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Supreme Court Rules Third-Party Victim of Retaliation Has the Right to Sue

January 26, 2011

The U.S. Supreme Court ruled unanimously on a retaliation ban limits case this week, that our Riverside labor and employment attorneys discussed in a recent blog, stating that a company can be sued for retaliation by terminating an employee's fiancée.

In the original lawsuit, Miriam Regalado, a female engineer at North American Stainless plant, filed a complaint with the U.S. Equal Employment Opportunity Commission (EEOC) claiming that as one of only a few female engineers, she had experienced gender-based discrimination by her supervisors, and failed to receive the same pay raises as her male colleagues in similar positions.

As our Carson employment lawyers discussed in a related sex discrimination blog, under Title VII of the Civil Rights Act of 1964, it is against the law for an employer to retaliate against an employee for reporting gender-based discrimination.

At the time of the complaint, Regalado was engaged to Eric Thompson, (they are now married), a metallurgical engineer who also worked at the plant. Thompson was fired three weeks after Regalado's EEOC sex-discrimination complaint against their mutual employer was revealed.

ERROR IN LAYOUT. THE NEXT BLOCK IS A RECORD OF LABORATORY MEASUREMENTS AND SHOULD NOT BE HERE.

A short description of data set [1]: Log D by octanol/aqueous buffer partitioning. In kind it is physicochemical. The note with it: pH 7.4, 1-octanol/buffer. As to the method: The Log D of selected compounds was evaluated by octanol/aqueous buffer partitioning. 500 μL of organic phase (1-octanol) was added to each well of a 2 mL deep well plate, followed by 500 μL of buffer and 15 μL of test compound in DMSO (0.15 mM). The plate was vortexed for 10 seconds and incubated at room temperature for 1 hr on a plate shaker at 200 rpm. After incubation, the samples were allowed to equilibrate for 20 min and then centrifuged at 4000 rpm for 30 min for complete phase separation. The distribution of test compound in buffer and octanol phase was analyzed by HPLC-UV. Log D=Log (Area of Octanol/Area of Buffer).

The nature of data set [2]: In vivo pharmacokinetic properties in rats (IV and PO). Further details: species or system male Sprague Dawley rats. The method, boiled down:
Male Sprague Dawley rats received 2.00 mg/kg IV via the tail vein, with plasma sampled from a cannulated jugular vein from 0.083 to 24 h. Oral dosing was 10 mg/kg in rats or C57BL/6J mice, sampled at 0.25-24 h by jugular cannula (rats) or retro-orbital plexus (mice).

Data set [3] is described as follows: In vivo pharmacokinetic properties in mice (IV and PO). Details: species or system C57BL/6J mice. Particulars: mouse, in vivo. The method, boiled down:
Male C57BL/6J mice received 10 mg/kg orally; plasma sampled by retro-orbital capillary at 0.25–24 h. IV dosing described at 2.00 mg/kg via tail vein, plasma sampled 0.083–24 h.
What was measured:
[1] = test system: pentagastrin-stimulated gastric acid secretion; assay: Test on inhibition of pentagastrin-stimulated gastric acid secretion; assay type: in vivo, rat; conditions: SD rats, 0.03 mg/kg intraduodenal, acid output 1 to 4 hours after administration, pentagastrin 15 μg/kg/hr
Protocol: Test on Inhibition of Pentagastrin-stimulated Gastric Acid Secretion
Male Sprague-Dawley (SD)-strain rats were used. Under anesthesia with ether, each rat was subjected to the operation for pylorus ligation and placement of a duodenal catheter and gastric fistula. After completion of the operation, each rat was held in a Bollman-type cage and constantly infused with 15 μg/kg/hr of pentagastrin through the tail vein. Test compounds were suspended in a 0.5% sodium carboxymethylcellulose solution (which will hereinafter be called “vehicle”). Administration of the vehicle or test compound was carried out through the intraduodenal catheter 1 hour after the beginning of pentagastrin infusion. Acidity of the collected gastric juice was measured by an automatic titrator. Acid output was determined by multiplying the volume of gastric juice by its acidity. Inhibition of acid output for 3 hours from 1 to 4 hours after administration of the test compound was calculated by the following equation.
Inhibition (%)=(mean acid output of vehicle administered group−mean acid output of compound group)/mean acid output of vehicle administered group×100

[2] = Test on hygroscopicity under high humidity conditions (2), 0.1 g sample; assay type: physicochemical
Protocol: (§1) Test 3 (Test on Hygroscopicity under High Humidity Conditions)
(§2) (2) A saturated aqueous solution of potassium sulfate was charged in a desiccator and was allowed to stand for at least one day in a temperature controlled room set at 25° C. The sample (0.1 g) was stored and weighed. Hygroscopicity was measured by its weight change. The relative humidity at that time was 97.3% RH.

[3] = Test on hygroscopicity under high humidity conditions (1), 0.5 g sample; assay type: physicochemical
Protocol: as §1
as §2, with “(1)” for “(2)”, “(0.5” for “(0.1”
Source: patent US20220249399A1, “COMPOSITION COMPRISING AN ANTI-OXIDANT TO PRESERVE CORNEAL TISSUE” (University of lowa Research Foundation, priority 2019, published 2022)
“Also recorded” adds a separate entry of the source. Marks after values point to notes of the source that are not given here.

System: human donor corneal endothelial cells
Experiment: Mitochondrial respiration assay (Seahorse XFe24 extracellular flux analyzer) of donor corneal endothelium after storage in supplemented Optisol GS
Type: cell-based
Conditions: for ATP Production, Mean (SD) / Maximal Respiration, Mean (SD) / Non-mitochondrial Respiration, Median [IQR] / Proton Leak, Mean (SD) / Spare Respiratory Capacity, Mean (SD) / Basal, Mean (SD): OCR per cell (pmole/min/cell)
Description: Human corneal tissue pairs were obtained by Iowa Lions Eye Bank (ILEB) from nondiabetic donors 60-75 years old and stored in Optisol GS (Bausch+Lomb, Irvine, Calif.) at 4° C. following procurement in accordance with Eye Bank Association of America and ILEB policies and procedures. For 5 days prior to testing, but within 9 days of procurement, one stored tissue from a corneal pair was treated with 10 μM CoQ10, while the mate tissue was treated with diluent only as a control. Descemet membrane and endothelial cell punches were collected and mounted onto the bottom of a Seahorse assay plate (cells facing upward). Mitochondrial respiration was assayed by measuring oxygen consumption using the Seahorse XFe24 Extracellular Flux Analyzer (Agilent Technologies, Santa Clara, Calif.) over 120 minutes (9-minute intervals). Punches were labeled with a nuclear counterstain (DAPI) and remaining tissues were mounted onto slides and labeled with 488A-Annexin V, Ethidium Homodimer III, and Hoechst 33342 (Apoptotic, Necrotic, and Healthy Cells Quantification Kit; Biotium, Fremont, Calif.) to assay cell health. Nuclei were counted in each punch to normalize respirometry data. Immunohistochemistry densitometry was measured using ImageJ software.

Thompson decided to file his own retaliation claim, but his lawsuit was thrown out of the federal appeals courts because according to federal law, a retaliation claim is not permitted by a plaintiff who did not engage in opposing the unlawful employment practice, such as protesting the gender-based treatment his fiancée experienced, or supporting her in the complaint.

The Supreme Court debated in December of last year, whether any person outside of the individual who endured the discrimination based on gender can sue under federal discrimination laws.

On Monday, the high court favored the couple in an 8-0 ruling concluding that third-party victims of retaliation are covered by federal protections. The Supreme Court claimed that Eric Thompson had "standing" to file a lawsuit of his own against the company, and to address the retaliation and injuries that he suffered as a result of the unlawful employment treatment.

In cities throughout Orange County, California, contact our labor and employment attorneys at Howard Law, PC today.

Supreme Court Says Company Can't Retaliate Against Employee By Firing Fiancée, Associated Press/Los Angeles Times, January 24, 2011

High Court Affirms Third-Party Standing in Employer Retaliation Suit, CNN, January 24, 2010

Related Web Resources:

Title VII of the Civil Rights Act of 1964, (EEOC)